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Black hole signals
stellar feast

DR EMILY BALDWIN
ASTRONOMY NOW
Posted: 25 August 2011


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Radiation streaming from a source known as Swift J1644+57 is thought to be the result of a star being consumed by a once-dormant black hole.

X-rays have beamed towards Earth from the enigmatic source since late March, but when the Swift satellite first detected the initial high energy pulse of radiation, astronomers thought the flare signaled a gamma-ray burst (GRB), the typical outcome of the death of a massive star and the birth of a black hole in the distant Universe. Instead, by 30 March, observations taken with the Expanded Very Large Array (EVLA) showed a brightening radio source centred on a faint galaxy near Swift’s position for the X-ray flares.

“Incredibly, this source is still producing X-rays and may remain bright enough for Swift to observe into next year,” says David Burrows of Penn State University and lead scientist for the mission’s X-Ray Telescope instrument. “It behaves unlike anything we’ve seen before.”


1) Sun-like star approaching black hole; 2) Strong tidal forces increasingly distort the star and finally rip it apart; 3) Disrupted star forms accretion disc around black hole; 4) Magnetic fields power narrow jet of particles moving near the speed of light. Image: NASA/Goddard Space Flight Center/Swift.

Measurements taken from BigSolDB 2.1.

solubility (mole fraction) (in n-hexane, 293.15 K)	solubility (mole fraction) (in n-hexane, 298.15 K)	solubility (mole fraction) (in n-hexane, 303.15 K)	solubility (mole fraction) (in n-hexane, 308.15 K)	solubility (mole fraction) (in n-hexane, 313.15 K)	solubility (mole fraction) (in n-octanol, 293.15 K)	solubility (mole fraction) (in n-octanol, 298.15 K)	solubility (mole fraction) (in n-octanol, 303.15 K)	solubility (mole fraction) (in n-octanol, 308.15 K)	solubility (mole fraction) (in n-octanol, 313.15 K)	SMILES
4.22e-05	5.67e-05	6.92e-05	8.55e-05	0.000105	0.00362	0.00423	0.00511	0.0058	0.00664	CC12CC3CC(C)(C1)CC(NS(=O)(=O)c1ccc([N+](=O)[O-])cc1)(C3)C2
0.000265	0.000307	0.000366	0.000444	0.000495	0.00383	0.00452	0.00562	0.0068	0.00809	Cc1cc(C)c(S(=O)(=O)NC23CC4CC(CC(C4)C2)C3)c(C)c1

The prolonged event is attributed to the tidal disruption of a Sun-like star being consumed by an eight billion solar mass black hole lurking at the heart of the faraway galaxy. Ripping the star apart with intense tides, the stellar material was then swept up into a disc and heated to millions of degrees. As some of the gas spirals into the jaws of the black hole, jets of matter form along the black hole's spin axis. The radio emission occurs as the jet slams into the interstellar environment, whereas the X-rays are emitted from the base of the jet.

"While jets from supermassive black holes have been observed for decades, this one is the first one where we can see the formation of such a jet," Andreas Brunthaler from the Max-Planck-Institut für Radioastronomie in Bonn tells Astronomy Now.

The observations show that the radio-emitting region is still expanding at more than half the speed of light, and by tracking the expansion backward in time, the astronomers could confirm that it formed at the same time as the Swift X-ray source.

"There were two key factors that set it aside from a typical GRB event," confirms Brunthaler. "First, GRBs are usually a bright flash (seconds) and then a smooth decay, while this event was bright for weeks with strong variability. Second, GRBs can be found anywhere in a galaxy, since they are most likely related to explosions of stars. However, the radio observations located the source exactly in the centre of this galaxy, which was pointing to a connection with the central black hole."

The findings are reported in two papers in this week's issue of the journal Nature.

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